The choice the men in the ad make to play wheelchair basketball is testament to their character, and so is the choice they make when they are at the beer taps. It almost tells viewers to be the best person they can be, and drink the best quality drink they can get their hands on. You simply cannot argue with that as a memorable and evocative piece of brand storytelling – and the image of the group walking (and wheeling) away from the court will stick with you .

Guinness II

Have you noticed that the world of marketing is changing? And rapidly. Traditional media vehicles are losing effectiveness as people communicate in new and different ways. Mass audiences are fragmenting into small segments.

Developing a point of difference is harder than ever. This Guinness marketing story demonstrates that Guinness marketing has certainly noticed.

And Guinness marketing has adapted and come up with some cool new marketing stories. This new ad from Guinness proves that beer commercials can be so much more than guys and bars.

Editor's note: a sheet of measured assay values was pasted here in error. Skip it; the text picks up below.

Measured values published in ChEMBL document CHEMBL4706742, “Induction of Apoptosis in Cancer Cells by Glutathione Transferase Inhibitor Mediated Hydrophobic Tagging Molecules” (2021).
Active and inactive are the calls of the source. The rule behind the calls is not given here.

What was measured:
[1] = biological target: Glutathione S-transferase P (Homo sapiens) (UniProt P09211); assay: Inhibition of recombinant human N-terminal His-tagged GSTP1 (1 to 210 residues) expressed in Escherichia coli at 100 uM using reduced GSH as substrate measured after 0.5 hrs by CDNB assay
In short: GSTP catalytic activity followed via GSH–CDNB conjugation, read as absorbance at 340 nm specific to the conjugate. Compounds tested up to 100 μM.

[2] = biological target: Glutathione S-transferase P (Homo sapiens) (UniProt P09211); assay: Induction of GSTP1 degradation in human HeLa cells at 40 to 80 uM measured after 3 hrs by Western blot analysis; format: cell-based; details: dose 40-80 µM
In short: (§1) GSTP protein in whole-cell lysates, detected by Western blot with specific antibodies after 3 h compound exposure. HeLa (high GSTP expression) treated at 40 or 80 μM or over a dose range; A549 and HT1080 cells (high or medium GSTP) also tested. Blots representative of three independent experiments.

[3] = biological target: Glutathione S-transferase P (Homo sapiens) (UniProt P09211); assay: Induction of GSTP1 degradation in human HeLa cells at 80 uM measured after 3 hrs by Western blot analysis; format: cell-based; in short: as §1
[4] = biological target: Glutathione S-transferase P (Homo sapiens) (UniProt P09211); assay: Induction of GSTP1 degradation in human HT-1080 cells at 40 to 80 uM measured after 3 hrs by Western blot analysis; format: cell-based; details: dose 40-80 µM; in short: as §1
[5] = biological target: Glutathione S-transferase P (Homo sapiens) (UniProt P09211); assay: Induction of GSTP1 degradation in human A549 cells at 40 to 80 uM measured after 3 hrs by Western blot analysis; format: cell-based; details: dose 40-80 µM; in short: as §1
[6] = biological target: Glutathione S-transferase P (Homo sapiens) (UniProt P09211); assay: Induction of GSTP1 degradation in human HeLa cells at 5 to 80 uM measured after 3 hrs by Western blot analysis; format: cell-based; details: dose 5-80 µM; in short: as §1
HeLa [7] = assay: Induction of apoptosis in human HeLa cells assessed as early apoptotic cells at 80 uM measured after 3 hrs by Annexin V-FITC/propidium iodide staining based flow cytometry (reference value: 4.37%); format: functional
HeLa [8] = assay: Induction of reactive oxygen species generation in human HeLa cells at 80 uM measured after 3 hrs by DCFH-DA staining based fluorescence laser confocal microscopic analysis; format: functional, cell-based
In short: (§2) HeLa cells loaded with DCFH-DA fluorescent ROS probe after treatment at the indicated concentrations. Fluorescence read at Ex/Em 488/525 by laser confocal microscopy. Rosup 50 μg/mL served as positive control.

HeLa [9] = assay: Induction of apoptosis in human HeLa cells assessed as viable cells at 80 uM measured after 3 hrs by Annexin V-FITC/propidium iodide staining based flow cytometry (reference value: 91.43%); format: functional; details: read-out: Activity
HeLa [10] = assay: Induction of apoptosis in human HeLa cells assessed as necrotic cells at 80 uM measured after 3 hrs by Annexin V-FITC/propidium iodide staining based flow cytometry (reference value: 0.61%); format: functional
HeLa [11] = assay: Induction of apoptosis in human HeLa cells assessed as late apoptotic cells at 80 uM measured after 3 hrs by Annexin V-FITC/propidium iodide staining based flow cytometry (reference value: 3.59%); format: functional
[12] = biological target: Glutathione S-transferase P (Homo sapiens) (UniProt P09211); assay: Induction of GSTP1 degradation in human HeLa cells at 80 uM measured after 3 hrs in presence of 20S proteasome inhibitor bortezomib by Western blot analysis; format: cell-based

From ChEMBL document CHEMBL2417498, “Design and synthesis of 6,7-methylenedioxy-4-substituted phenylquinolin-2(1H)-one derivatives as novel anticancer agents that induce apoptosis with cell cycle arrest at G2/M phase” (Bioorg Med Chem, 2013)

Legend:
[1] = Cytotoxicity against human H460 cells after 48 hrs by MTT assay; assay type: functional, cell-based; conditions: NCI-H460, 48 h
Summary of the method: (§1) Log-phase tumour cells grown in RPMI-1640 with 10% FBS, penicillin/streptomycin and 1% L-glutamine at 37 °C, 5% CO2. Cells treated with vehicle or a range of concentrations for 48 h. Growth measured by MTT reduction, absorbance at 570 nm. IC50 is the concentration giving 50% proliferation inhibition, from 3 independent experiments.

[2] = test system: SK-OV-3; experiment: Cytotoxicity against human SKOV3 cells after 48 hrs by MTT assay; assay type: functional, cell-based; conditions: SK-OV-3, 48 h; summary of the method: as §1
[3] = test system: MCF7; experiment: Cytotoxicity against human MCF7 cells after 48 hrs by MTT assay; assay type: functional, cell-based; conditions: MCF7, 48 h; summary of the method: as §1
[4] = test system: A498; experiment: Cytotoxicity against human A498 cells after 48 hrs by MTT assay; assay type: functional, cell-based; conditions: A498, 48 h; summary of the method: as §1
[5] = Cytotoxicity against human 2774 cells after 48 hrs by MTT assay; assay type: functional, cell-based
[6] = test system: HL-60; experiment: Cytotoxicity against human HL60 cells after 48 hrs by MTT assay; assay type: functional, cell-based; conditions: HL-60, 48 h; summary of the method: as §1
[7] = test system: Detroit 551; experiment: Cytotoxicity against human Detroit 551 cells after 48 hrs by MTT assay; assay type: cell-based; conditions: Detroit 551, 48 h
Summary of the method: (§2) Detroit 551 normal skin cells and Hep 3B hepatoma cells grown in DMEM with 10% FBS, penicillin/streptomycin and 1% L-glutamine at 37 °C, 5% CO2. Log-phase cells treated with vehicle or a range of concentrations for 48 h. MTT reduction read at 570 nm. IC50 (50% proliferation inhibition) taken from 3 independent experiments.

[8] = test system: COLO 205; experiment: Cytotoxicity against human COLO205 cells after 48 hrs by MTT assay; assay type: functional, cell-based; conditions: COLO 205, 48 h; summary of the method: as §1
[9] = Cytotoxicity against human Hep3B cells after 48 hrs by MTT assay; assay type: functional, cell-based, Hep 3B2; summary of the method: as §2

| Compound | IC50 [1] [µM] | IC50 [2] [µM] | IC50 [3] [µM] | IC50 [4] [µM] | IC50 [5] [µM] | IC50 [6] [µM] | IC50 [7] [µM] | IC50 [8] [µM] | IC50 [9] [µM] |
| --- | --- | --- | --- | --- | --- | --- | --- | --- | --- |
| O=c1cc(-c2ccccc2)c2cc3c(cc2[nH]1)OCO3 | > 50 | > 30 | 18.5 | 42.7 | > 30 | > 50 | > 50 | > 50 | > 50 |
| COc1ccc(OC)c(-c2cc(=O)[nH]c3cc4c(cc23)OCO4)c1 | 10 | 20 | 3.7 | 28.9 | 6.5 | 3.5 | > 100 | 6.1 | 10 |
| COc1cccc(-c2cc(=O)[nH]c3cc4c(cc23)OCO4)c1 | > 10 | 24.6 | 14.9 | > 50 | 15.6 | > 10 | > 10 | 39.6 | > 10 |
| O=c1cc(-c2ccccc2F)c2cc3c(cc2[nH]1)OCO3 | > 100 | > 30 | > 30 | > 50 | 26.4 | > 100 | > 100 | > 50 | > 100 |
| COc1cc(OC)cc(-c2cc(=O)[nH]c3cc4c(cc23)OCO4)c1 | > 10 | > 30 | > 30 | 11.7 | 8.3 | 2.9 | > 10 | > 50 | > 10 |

Empty Chair” tells the story of a bartender who leaves a pint of Guinness at an empty table every night amongst birthday celebrations and sports team’s victories. No one sits at the table, and the woman shoots a dirty look to anyone she catches eyeing one of the empty chairs.

Without fail, the frosted glass is there each and every night. It’s a powerful image that serves as a sign of hope for the bartender. But we aren’t exactly sure who the beer is for until the very end. Everything comes together when a soldier finally returns home to claim his Guinness.

The spot finishes with the tagline “The choices we make reveal the true nature of our character.”

Can You Quantify the ROI of Great Storytelling?

Simple yet powerful way to add meaning to the story.


If you haven’t seen this Google story, you can watch it here …a short 3+ minutes.